Title: The Summer Dragon
Author: Todd Lockwood
Series: Evertide #1
Rating: 2/5 stars
The Overview: The debut novel from the acclaimed illustrator—a high fantasy adventure featuring dragons and deadly politics. Maia and her family raise dragons for the political war machine. As she comes of age, she anticipates a dragon of her own to add to the stable of breeding parents. Her peaceful life is shattered when the Summer Dragon—one of the rare and mythical High Dragons—makes an appearance in her quiet valley. Political factions vie for control of the implied message, threatening her aspirations, her aerie, her entire way of life. The bond between dragons and their riders is deep and life-long, and Maia’s desire for a dragon of her own to train, ride, fly, and love drives her to take a risk that puts her life at stake. She is swept into an adventure that pits her against the deathless Horrors, thralls of the enemy, and a faceless creature drawn from her fear. In her fight to preserve everything she knows and loves, she exposes a conspiracy, unearths an ancient civilization, and challenges her understanding of her world—and of herself. -Goodreads
I wasn’t sure about the book at first. I started out on audio and had a hard time with the narrator (when she did adult male voices it came across like a kid making fun of her dad’s voice) so I switched to physical format and immediately things improved. It’s a switch I didn’t mind because the physical copy is gorgeous. Lockwood is an illustrator by profession and did all the work on this book himself. The images definitely added to the story, however all of them were placed a good dozen pages before the actual events, giving spoilers, which was annoying.
In any case, part 1 of this book was completely dragontastical. They played a huge role in the plot, most of the scenes involved them, and I loved how much the main character loved them. Although the plot was fairly simple and straight-forward, there were a lot of great action scenes and the villains introduced were compelling and unique. Had the book stopped after just part one, it would’ve been a solid 4-stars.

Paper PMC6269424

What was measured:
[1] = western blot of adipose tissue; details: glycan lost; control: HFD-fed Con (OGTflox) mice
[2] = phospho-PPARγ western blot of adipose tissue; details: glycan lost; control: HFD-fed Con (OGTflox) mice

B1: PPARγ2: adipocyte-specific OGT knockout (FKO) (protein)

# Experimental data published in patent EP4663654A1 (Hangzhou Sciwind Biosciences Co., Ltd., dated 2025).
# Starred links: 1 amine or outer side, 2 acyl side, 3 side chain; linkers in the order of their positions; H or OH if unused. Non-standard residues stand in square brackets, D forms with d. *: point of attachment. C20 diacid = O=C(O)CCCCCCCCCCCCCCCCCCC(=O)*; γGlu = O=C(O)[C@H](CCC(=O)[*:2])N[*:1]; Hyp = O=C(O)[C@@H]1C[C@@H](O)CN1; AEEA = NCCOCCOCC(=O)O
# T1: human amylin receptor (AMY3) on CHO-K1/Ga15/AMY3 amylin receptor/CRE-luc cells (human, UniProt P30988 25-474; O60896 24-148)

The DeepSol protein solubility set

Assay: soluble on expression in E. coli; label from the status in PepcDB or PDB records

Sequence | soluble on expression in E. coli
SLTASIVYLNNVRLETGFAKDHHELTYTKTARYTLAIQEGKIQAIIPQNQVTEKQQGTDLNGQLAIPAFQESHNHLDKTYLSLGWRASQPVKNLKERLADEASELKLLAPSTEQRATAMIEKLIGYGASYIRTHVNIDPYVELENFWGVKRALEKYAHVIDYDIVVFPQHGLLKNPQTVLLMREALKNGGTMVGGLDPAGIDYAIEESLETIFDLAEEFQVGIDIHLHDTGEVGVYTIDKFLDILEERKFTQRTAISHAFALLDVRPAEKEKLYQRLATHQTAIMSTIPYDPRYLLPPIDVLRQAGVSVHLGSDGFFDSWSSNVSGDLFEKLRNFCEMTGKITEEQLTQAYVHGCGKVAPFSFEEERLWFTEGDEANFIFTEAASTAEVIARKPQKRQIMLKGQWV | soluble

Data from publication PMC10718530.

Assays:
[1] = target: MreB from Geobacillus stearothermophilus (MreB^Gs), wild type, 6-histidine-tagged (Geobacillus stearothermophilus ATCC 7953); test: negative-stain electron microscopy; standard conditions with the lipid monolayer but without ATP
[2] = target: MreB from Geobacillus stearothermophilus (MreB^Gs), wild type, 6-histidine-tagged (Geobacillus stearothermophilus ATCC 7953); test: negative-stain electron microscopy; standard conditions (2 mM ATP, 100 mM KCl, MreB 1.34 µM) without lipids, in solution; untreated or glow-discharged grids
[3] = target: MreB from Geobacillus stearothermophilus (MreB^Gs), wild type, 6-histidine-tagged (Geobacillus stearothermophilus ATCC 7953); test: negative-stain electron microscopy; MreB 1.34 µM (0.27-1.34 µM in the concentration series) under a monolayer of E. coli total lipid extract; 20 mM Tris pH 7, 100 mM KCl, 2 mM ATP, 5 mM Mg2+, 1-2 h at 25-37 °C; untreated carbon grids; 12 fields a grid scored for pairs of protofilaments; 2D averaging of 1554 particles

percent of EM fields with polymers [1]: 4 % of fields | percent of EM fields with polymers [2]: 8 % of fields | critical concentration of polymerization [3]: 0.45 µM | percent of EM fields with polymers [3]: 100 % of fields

And then I got to part 2…
This section of the book just did not work for me. It went from dragon centric to this weird theological debate. Not my favorite topic for sure, but this one in particular lacked a lot of substance and depth. Add that to a bunch of retellings by the characters of what happened in Part 1, and I found my attention waning by the page. I pushed on for another 100 pages, hoping it would get good again, before finally getting fed up. From there I basically skimmed for major plot points through the end of the book. It’s not something I normally so, but I figured if something caught my interest again I’d jump back in fully. After getting the gyst of what the rest of the story had to offer, I’m glad I didn’t spend any more time on it.
I’d seen a few wary reviews for the book indicating it felt YA, and I can’t say I totally disagree. Especially if you caught the audiobook version. I think the simple plot was the reason for this. Granted, it was slightly more sophisticated that that, but overall when recommending this book I’d probably have more success handing it to a YA crowd than a SFF one. It was a bit darker and more violent than most YA, so in a way it would be a great transition novel between the genres. Note: it didn’t have any of the typical YA tropes, so my assessment is more from an overall presentation and “feel” standpoint.
Recommendations: if you love dragons and are in the mood for a pretty straightforward fantasy novel, this might fit the bill. Because I liked the illustrations and didn’t care for the narration, I’d suggest going the print route with this one.
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